Ricochet News

Giving birth by Csection doubles in South Africa

APRIL 7, 2015
Giving birth by Csection doubles in South Africa

The 2013/2014 District Health Barometer report, released at the end of 2014 notes that the South Africa's Csection rate has doubled since 2000/2001, the Department of Health says.

This means one out of four women is delivering their babies through C-section, 23.9% in the public sector and 73.9% in the private sector. This is compared to a national rate of 12.5% in 2000/2001.

The Barometer warns that this rate is unnecessarily high and a matter of concern as bleeding during and after Csections remains one of the leading causes of maternal deaths, due to obstetric haemorrhage.

The Health Department figures show that 8% of all maternal deaths in the public sector due to haemorrhage happened as a result of women bleeding during C-sections and 27% of these deaths can be ascribed to women bleeding after Csections.

Statistics from Fedhealth Medical Scheme's data warehouse over the last 3 years confirm this finding, showing that of all its deliveries in South Africa, 68.5 % are performed through C-section.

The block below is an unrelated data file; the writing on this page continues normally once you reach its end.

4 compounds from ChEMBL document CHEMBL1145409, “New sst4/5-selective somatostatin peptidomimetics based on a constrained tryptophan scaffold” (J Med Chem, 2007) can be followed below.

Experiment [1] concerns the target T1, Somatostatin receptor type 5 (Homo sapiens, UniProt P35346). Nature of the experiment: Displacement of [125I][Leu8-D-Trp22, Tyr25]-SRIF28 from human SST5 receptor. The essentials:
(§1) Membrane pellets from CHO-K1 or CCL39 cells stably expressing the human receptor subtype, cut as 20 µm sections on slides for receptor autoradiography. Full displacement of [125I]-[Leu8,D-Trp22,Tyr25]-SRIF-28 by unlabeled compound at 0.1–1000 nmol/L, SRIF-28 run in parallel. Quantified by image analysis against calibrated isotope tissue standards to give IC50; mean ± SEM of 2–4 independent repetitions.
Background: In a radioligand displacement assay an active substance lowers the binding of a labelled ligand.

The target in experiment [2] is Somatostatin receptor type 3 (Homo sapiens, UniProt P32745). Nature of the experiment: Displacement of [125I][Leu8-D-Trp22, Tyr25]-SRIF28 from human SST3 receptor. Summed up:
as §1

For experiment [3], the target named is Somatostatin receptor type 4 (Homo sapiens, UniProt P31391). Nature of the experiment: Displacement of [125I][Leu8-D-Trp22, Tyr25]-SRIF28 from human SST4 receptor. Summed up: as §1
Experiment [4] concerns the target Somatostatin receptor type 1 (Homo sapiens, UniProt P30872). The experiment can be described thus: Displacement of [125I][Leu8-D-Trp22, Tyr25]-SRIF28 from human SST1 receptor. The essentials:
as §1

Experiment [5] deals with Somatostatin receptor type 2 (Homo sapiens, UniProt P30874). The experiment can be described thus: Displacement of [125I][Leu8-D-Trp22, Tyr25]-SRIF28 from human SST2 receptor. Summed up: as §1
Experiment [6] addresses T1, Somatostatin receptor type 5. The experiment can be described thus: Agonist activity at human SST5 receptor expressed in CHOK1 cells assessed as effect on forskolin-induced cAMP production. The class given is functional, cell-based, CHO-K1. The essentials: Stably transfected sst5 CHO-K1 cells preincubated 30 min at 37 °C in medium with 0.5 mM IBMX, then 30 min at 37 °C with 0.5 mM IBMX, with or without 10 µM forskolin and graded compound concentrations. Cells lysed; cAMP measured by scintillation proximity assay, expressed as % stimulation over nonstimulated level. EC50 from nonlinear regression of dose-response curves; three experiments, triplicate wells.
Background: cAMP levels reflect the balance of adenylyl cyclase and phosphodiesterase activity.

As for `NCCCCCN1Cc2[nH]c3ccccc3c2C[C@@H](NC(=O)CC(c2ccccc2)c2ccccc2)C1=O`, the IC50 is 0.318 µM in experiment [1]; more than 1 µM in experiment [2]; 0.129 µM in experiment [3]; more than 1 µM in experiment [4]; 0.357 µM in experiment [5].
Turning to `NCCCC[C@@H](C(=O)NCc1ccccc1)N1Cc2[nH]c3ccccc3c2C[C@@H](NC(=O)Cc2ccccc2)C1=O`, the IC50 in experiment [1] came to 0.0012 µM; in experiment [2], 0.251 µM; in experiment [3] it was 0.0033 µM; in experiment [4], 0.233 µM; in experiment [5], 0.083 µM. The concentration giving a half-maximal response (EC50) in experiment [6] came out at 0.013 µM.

This is across both public and private facilities. Although this percentage is much lower in Europe and the United States, globally C-section statistics are on the rise.

According to the NHS Foundation Trust in London, the average C-section deliveries in the UK are 25%,well above the World Health Organization (WHO) recommendation of 15%. In contrast, countries such as Kenya have a C-section rate of 4%, India 8.5%, Ghana 6.9% and Zimbabwe only 4.8%.

According to Fedhealth Principal Officer, the South African statistics are somewhat alarming. There are many complex reasons for the high rate of C-section births, including the fact that hospital facilities are becoming more 'medicalised' with doctors specialising in a variety of surgical disciplines such as obstetrics and gynaecology and South African women are increasingly requesting C-section deliveries.

The report also cites delays in the time it takes doctors to attend to obstetric emergencies as one of the reasons some doctors prefer to do scheduled C-section deliveries rather than assisting with natural births. This has been indicated as a key driver of the C-section trend.